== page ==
Outline Essay on Identity

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SWBAT establish strong claims, setting the foundation for a strong essay, by planning ideas in an outline and examining samples of strong thesis statements.

Big Idea

In a synthesis essay, students are pulling from a variety of perspectives to answer student-generated questions.


At this point in the unit, students have engaged in the close reading of "Stereotyping," "The 'In' Group," "The Bear That Wasn't," "Just Walk on By," as well as a study of the painting "My Dress Hangs There," and the TED Talk. Students are now ready to write.

Students Outline Their Essay

30 minutes
I ask students to find the paper where they wrote the question they selected at the end of the lesson taught earlier in this unit where students collaborated to generate questions about identity. This is the link to that lesson. The only thing written on that paper is their question and a few sentences expressing their initial response. I ask students to use the rest of that paper for their outline. Students usually view outlines as a waste of time so I have to give them a short speech about the fact that experienced writers outline their papers because nobody can produce a series of brilliant ideas that fall on the paper in an organized manner. As a matter of fact, I tell students, if we look inside our brains, our thoughts would likely look like a crazy web. They generally seem to agree with and enjoy their natural thinking pattern being described in this manner. I tell them that in their outline, they need to give me the bones of their argument, just the most important elements of each paragraph. This includes their working thesis, which they can expect to change/modify during the writing process, the central points of each body paragraph, and the quotes they plan on using to support their thesis. Once they hear this, the sea of questions regarding the specifics of the assignment will come. I have a chart with a list of Essay Requirements prepared in advance, with all the requirements they need in their essay in order to get credit. I spend a few minutes going over each bullet point. After clarifying confusion and answering questions, I tell students to get started on their outline. The elements in this chart are pretty straightforward and clear. The only points of confusion have to do with students' inexperience writing strong essays. They are not used to formulating thesis statements that communicate large ideas, they struggle to maintain cohesion, they are still developing more sophisticated language, etc. These elements will be addressed in this essay as well as repeatedly throughout the school year.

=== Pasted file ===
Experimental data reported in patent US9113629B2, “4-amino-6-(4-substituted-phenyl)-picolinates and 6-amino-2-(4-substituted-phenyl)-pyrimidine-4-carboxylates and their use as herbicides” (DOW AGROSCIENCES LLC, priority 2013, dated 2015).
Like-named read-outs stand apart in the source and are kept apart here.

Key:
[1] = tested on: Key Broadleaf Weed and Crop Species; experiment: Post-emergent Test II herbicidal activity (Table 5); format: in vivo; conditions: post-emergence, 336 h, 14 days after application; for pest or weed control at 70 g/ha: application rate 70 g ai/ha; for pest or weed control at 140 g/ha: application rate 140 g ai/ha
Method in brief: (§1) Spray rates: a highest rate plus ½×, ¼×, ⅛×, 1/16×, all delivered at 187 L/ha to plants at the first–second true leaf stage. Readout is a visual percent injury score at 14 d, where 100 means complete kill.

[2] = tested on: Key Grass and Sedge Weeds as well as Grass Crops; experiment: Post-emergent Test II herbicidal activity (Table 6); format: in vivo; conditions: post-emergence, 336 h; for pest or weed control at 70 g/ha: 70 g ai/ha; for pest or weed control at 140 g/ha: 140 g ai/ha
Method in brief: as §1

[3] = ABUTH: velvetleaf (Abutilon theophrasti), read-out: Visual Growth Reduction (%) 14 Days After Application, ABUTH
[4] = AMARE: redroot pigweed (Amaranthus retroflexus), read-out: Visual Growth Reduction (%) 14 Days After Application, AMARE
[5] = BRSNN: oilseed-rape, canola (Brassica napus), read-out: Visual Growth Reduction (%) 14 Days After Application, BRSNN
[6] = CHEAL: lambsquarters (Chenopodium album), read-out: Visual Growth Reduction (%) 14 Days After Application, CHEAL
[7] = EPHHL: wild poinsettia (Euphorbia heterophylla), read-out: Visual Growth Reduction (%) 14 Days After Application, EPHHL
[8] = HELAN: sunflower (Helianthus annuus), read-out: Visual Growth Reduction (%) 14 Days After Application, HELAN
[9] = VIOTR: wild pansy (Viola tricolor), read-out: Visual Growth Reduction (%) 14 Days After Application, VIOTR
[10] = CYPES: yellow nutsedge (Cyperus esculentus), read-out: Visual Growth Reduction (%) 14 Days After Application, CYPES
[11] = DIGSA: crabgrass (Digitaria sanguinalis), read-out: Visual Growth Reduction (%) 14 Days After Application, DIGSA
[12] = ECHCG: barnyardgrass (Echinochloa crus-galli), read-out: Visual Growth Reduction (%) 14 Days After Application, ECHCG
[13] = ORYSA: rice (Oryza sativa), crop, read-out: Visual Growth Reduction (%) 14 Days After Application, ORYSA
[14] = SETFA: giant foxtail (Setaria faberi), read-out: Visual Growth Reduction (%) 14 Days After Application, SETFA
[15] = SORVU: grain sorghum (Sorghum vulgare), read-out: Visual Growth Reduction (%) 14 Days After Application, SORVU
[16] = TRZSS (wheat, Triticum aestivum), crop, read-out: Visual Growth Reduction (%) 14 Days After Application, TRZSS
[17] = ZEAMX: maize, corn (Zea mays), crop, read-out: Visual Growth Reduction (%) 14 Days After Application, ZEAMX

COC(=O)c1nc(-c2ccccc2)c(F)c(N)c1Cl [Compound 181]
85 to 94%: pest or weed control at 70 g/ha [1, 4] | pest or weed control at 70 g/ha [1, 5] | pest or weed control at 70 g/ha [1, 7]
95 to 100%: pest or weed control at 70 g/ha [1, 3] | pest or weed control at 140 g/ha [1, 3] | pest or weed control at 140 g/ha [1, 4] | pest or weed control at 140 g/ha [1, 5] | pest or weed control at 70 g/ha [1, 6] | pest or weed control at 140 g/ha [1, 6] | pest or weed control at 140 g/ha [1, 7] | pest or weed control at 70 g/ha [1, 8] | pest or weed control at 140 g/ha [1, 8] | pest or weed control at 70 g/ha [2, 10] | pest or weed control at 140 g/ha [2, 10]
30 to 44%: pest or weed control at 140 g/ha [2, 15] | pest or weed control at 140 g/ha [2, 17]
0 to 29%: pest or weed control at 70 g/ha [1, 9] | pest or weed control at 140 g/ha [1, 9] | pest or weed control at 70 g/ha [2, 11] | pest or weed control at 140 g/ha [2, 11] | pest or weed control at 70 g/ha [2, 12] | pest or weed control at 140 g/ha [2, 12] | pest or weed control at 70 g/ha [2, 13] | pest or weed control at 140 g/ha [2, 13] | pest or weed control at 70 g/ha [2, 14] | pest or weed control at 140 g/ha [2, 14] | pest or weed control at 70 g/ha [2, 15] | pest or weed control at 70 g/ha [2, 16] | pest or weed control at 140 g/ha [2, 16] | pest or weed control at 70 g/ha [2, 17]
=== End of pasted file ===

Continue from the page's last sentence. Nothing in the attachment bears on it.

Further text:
Students begin working on their outline. As they work, I walk around and informally check their work and speak with students individually. I periodically interrupt the whole class to share challenges I am observing in the working outlines and suggest solutions. For instance, many feel "stuck" in the formulation of their thesis statement. I let them know that it is a good idea to write something down, but that it will inevitably change and be modified in the writing process. They just need to try something and move on to select the texts they will be discussing and to collect quotes. I tell them that the next step of this lesson is to discuss and see samples of weak and strong thesis statements and that will offer them guidelines to formulate a strong argument. I let students work for about 15 minutes.  



Writing a Stronger Thesis

20 minutes

After I see that the majority of students have a thesis, a working thesis, I interrupt them and ask for their attention. I want to show them samples of weak and strong thesis statements and discuss why they are so. I explain to students that a thesis statement establishes a central idea and that it must be arguable. I have to give my students a clear picture of what "arguable" means so I communicate the following points and give them examples.

  • to be arguable basically means that it needs to be proven
  • not everyone will agree with it. In fact, the best ones are the ones that people either strongly agree or strongly disagree with.
  • states a perspective and point of view.

Once this is communicated, I show them some samples and talk about the samples in terms of the three bulleted points above. The samples are on page 9-11 of this UC Davis student workbook on writing applications. This packet is meant to help students practice for the CAHSEE, the California High School Exit Exam, but I use today, because it includes these helpful pages on the difference between a weak and strong thesis statement. This resource is also helpful because the topics, wearing school uniforms and murder and the death penalty, elicit strong opinions from my students, which helps make the point. In this video, I explain how I use these pages.

I let students continue working on their outline the rest of the period and ask them to finish it for homework. 

These are some sample thesis statements my students produced.